As a Raleigh Family Law Attorney, I am often asked by my clients what it means to be officially “separated” as a married couple in North Carolina. Under North Carolina law, a married couple must be separated for one year and one day before they can file for divorce – but what exactly does it mean to be “separated” in the eyes of the law? The following provides some helpful answers to questions clients have regarding separation in North Carolina.
When am I considered to be “separated” from my spouse?
Under North Carolina law, a married couple is considered “separated” when they live separate and apart for an uninterrupted period of time, and at least one of the spouses intends to end the marriage.
Do I need to file anything to be separated from my spouse?
No, you and your spouse do not need to file anything to become separated. Clients often ask if they need to officially “file” for a separation, but in North Carolina that is not necessary. North Carolina law only requires you and your spouse to live “separate and apart” for more than one year before you can get a divorce. The Court does not need any sort of formal notification that you and your spouse have begun living separately. Separation can be achieved simply by you or your spouse moving elsewhere so the two of you no longer live together.
Why do we need to be separated for a whole year?
The purpose behind North Carolina’s requirement that a married couple must live separate and apart for over a year before they can file for divorce is to encourage married couples not to make hasty emotional decisions. It is possible that you and your spouse may reconcile after a short period of time apart and change your mind about getting divorced. Or, it is possible that after you have lived separately from your spouse for a whole year, you thought about things more clearly and decided that you are ready to be divorced and move on with your life. Either way, the law encourages married couples to make rational and well thought-out decisions when it comes to ending their marriage.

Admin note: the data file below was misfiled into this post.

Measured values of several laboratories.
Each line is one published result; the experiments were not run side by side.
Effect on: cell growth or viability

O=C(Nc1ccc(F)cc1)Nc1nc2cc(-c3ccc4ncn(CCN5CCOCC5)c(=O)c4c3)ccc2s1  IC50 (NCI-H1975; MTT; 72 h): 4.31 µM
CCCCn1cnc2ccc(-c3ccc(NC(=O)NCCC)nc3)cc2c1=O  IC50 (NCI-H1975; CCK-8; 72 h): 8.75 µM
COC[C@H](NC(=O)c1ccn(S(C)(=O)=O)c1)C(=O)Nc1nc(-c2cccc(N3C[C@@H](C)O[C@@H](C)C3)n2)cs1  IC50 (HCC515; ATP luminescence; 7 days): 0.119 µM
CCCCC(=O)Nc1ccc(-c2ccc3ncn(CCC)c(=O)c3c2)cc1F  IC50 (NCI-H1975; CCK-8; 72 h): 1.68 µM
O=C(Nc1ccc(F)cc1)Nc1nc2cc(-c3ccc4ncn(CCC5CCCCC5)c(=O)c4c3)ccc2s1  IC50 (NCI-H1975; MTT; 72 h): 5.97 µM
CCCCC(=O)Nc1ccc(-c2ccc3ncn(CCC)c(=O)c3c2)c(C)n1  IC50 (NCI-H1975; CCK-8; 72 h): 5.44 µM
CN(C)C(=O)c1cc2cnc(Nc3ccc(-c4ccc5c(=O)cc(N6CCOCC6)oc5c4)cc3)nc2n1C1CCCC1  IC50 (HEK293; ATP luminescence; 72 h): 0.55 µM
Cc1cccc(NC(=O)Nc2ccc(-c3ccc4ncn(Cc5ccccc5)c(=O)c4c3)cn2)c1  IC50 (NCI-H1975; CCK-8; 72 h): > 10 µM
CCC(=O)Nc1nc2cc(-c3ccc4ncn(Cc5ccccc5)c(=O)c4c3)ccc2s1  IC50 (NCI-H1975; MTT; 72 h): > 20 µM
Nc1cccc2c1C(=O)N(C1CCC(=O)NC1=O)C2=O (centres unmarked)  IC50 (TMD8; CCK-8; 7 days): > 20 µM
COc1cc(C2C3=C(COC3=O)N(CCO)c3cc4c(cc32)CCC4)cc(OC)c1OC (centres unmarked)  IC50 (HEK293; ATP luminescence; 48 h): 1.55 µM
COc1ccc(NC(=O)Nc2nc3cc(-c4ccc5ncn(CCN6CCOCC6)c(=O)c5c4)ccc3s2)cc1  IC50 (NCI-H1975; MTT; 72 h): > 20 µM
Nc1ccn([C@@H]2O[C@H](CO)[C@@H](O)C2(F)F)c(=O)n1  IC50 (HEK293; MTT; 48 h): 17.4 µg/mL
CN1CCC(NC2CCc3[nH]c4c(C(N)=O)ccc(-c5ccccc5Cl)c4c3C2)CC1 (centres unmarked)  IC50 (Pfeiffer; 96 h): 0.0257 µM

What if we live in the same house but stay in separate bedrooms?
In North Carolina, in order to become separated from your spouse you must live physically separate and apart from one other and the two of you can no longer cohabitate. You must appear to others as if you are no longer married, and living in the same house gives the impression that your marriage is still intact. In other words, living in the same house (even if in different bedrooms or in a different part of the house) does not count as separation in North Carolina.
What happens while we are separated?
You and your spouse can work out certain details of your separation such as support, property division, custodial time with your children, etc., by agreement while the two of you are separated. There are also certain legal actions that can be taken as well. It is a good idea to have a knowledgeable family law attorney help you navigate through these issues in order to ensure that your interests are being protected.
At The Doyle Law Group, P.A., our Raleigh Divorce Attorneys can help you with any questions you may have about separating from your spouse. Call us today at (919) 301-8843 to set up a consultation. We are here to help you!
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